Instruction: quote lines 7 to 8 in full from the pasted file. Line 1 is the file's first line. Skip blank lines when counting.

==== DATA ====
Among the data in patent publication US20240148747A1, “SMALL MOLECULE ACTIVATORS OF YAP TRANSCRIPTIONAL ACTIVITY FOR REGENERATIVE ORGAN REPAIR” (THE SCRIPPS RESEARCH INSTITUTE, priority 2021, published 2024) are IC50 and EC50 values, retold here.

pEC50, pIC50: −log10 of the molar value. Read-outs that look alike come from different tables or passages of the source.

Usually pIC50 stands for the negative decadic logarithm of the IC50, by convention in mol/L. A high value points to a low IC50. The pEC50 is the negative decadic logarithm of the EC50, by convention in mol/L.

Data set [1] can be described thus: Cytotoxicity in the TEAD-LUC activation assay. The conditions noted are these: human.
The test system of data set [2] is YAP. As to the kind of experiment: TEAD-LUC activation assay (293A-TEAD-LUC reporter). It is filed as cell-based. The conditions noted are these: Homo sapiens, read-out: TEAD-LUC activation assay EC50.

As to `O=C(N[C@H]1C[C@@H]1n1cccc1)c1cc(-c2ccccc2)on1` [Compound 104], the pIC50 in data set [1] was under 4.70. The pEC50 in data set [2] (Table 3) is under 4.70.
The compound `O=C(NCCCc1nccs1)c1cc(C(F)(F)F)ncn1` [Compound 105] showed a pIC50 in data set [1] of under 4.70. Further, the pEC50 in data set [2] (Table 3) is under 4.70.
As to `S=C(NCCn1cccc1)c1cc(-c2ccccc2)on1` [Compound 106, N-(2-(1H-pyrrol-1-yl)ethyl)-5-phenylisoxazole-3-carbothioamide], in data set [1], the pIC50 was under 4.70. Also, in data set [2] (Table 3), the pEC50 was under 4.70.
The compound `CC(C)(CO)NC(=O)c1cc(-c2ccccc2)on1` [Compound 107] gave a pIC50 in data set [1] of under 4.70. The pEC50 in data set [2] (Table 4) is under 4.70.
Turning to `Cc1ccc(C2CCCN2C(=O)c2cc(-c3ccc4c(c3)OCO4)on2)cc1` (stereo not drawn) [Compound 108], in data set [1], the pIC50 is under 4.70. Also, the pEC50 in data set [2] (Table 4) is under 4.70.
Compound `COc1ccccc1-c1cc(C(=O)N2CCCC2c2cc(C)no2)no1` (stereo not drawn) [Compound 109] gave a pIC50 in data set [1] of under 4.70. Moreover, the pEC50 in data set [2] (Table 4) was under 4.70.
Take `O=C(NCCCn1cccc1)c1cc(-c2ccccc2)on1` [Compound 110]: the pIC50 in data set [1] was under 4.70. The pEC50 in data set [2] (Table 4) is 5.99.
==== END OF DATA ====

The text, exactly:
The compound `O=C(NCCCc1nccs1)c1cc(C(F)(F)F)ncn1` [Compound 105] showed a pIC50 in data set [1] of under 4.70. Further, the pEC50 in data set [2] (Table 3) is under 4.70.
As to `S=C(NCCn1cccc1)c1cc(-c2ccccc2)on1` [Compound 106, N-(2-(1H-pyrrol-1-yl)ethyl)-5-phenylisoxazole-3-carbothioamide], in data set [1], the pIC50 was under 4.70. Also, in data set [2] (Table 3), the pEC50 was under 4.70.